Both sugar gliders and cats can carry diseases that could potentially be transmitted between species. For example, cats can carry bacteria such as Bordetella bronchiseptica, which can cause respiratory infections in sugar gliders.

Despite the significant challenges, some pet owners have found success keeping sugar gliders and cats together harmoniously. The keys to this is proper introduction, close supervision, and providing separate living spaces for each animal to retreat to.

Tips & Recommendations

1. If you want to attempt housing sugar gliders and cats together, start by keeping them in separate rooms at first so they can get used to each other’s scents. After a week or two of controlled, supervised introductions, you can allow them in the same room together while keeping the sugar gliders in their enclosure. Never leave them unsupervised during this introduction period. Watch out for any signs of stress or aggression in either animal. If there are issues, go back to keeping them separate and try supervised introductions again in a month or two.

2. Once they appear comfortable in the same room together, you can try short periods of supervised interaction outside of the enclosure. As they get accustomed to each other, you may be able to grant them more access. However, the sugar gliders should still sleep in their enclosure at night for their safety. Proper precautions need to continue even after they seem to get along.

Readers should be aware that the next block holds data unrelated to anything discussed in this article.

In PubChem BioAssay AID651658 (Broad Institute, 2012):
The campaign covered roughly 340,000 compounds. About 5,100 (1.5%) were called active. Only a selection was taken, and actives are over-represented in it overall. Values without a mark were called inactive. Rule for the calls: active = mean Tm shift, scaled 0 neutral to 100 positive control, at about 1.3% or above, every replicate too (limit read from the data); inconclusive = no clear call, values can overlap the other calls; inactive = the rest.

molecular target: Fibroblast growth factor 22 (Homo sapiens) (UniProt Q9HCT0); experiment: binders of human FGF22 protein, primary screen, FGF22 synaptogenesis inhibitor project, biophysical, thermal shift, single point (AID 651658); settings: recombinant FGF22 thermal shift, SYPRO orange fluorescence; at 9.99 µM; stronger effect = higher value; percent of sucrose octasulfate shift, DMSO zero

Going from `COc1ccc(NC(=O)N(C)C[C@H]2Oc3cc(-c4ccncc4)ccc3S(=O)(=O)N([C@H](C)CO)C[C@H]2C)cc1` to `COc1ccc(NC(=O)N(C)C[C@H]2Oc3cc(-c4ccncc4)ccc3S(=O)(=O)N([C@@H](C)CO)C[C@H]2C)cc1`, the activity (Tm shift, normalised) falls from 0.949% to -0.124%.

3. Make sure the sugar glider enclosure is very secure and impossible for a cat to break into. A wire mesh or grill top is best, as cats can chew through wood and some plastics. The enclosure should be made of a sturdy material and securely locked when the sugar gliders are inside.

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4. Never leave the sugar glider enclosure open or unlocked when the cat has access to the room. The cat’s curiosity and predatory nature may get the best of it, putting the sugar gliders in danger.

5. Provide multiple litter boxes, scratching posts, hiding spots, and toys for your cat so it has plenty of options for relief and play that do not involve the sugar gliders. Rotating through different options will help keep things interesting for your cat.

6. Make sure each animal has their own separate sleeping and eating areas. Do not keep the food or sleeping spots in the same location, even if a barrier separates them. This helps create distinctive spaces for each animal.

7. Both animals should be spayed or neutered to minimize territorial and aggressive behaviors. Intact animals will be more likely to show negative behavior towards each other.

8. Provide multiple cat trees, hiding spots, and interactive toys to keep your cat stimulated so it doesn’t pounce on the sugar gliders out of boredom or prey drive. Be sure to play with your cat daily. Puzzle feeders and treat dispensing toys for the cat can also keep it occupied when you are not playing with it.

9. Accept that some cats and sugar gliders may simply never get along no matter how slowly you introduce them. Do not force the issue if either animal remains chronically stressed or aggressive when together. Their wellbeing should be the top priority.

While sugar gliders and cats can live together harmoniously for many pet owners, close supervision and management are always needed to ensure the safety of these very different animals under one roof. If at any time, you feel that one or both animals are chronically stressed or in danger, separate them at once. With time and patience, is possible for a cat and sugar glider to become compadres, but their individual needs and instincts must be respected.